Jussi Reijonen was born in a small Finnish town on the Arctic Circle, but he also grew up in Jordan, Tanzania, Oman, Lebanon, and the United States — eventually studying and teaching at Berklee College of Music and new England Conservatory, where a multinational collection of fellow students and colleagues gave him insight to his own pan-cultural identity. You could say that the new Three Seconds | Kolme Toista is the ultimate fruit of Reijonen’s many travels — a five-part suite encompassing varied rhythms and forms played by an international cast of musicians. The nine-piece ensemble playing the piece in Rockport includes Reijonen on guitars and oud, trumpeter Herman Merhardi, trombonist Robin Eubanks, drummer Vancil Cooper, bassist Kyle Miles, pianist Utar Artun, violinist Layth Sidiq, cellist Naseem Alatrash, and percussionist Keita Ogawa.
Preservation Hall Jazz Band
November 9 at 8 p.m.
Shalin Liu Performance Center, Rockport, Mass.
This year’s tour by the Preservation Hall Jazz Band celebrates its birth 60 years ago in its tiny namesake space (still in operation) on Bourbon Street. Most of those orirginal players are long gone, but the band continues assaying the New Orleans trad-jazz style, with relevant inclusions of related music (most recently with the album A Tuba to Cuba). Ben Jaffe (bass, tuba, percussion) directs the band, founded by his father, Alan, joined by saxophonist Clint Maedgen, trombonist Revon Andrews, trumpeter Branden Lewis, pianist/keyboardist Kyle Roussel, and drummer Walter Harris.
November 11 at 7 p.m.
Scullers Jazz Club, Boston
Pianist Adam Birnbaum would be worth seeing on his own — constantly inventive straight-ahead swing and inviting virtuosity. But an extra pull here: he’ll be joined by his sometime boss, the great drummer Al Foster. (You can see Birnbaum and Foster working together on the above link.)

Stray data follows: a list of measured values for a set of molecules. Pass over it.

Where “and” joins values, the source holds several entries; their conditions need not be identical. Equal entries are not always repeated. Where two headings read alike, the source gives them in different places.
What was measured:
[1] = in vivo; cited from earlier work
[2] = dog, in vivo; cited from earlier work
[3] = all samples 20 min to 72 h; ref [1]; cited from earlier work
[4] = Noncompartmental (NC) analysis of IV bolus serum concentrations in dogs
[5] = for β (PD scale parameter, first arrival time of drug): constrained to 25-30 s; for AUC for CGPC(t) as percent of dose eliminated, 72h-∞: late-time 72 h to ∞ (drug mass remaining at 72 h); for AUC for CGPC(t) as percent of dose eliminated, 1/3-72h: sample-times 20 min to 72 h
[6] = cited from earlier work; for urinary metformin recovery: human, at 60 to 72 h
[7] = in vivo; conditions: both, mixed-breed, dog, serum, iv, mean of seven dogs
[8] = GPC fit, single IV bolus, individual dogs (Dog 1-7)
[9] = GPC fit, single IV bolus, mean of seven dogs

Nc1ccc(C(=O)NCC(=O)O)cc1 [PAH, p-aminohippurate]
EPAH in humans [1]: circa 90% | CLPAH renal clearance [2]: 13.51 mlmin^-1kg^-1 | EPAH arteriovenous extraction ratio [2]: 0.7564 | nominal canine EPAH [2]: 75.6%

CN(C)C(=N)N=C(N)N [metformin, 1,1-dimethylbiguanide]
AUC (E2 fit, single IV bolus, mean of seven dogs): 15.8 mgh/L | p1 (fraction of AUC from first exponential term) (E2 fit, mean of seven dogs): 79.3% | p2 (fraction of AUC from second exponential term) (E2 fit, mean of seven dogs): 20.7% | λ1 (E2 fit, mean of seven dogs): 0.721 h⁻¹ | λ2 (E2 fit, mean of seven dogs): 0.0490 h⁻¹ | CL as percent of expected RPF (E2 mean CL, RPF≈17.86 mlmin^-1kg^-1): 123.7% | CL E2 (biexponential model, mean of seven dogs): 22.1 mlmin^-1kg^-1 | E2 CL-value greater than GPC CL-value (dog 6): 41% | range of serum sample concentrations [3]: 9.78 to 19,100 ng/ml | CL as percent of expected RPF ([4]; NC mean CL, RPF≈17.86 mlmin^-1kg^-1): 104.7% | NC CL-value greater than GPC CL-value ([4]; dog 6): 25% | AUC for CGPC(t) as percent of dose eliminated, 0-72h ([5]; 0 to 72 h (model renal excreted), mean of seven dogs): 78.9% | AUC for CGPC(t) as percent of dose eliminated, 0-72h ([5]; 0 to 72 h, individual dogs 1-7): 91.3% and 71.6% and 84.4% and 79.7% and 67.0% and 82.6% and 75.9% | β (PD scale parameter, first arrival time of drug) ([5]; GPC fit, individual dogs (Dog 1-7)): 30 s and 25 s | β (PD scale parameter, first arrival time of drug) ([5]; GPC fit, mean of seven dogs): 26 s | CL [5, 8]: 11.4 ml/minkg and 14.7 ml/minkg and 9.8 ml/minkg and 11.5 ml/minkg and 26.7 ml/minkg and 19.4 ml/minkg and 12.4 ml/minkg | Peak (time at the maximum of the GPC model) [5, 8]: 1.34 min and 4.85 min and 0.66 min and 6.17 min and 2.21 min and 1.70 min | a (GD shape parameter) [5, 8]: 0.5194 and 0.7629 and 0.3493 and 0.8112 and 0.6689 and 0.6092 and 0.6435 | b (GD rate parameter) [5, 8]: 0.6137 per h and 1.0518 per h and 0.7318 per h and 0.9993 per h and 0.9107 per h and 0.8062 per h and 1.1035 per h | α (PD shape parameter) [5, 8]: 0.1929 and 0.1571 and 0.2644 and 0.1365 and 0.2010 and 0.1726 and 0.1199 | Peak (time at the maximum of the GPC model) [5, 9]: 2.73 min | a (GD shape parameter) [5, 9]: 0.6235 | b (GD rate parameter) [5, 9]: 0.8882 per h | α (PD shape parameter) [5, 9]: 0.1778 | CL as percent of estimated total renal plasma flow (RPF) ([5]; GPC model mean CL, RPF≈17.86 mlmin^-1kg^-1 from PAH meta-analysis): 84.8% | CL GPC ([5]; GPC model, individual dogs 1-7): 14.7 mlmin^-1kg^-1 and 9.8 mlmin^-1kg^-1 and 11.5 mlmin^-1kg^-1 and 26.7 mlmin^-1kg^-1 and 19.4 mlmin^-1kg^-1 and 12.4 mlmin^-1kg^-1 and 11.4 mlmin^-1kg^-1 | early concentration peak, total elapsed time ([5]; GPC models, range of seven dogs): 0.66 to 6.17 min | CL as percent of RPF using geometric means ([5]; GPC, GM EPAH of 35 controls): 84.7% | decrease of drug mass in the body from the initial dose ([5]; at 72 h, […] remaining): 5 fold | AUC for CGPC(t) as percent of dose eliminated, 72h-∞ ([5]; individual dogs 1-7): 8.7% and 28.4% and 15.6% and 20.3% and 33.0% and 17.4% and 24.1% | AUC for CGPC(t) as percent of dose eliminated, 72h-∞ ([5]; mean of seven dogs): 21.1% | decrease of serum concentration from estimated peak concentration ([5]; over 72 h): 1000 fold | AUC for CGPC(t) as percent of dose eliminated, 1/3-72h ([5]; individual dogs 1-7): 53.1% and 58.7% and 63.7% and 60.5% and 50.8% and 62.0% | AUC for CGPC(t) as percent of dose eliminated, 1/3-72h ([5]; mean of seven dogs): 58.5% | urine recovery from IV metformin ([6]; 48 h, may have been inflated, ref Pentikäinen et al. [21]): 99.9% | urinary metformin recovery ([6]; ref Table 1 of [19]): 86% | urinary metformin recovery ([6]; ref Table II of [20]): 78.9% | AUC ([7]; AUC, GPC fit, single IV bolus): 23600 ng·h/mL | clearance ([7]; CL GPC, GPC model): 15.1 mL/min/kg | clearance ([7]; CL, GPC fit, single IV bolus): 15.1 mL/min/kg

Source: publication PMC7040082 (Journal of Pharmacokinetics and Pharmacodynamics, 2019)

Pushing the Limits
November 15 at 7:30 p.m.
Jordan Hall, Boston
Born as Third Stream under the aegis of the man who coined the term, Gunther Schuller, the New England Conservatory department formerly led by pianist/composer Ran Blake eventually became Contemporary Improvisation and is now known as Contemporary Musical Arts. Suffice to say, this is a hard-to-define academic niche that encompasses everything, thus “Pushing the Limits.” This retrospective concert, directed by CMA co-chair Hankus Netsky — part of a weeklong celebration of the department’s 50th anniversary — showcases the ongoing legacy of CMA faculty and alumni, with music and arrangements by Carla Kihlstedt, Anthony Coleman, Peter Row, Magdalena Abrego, Hankus Netsky, Ted Reichman, Ran Blake, Dominique Eade, Joe Maneri, Linda Chase, and Lautaro Mantilla. The performers will include Blake, Coleman, Kihlstedt, Netsky, CMA co-chair Eden MacAdam-Somer, and NEC students. Go to the above link to see other concerts and events related to the anniversary celebration.
November 17 at 8 p.m.
Harvard-Epworth Church, Cambridge, Mass.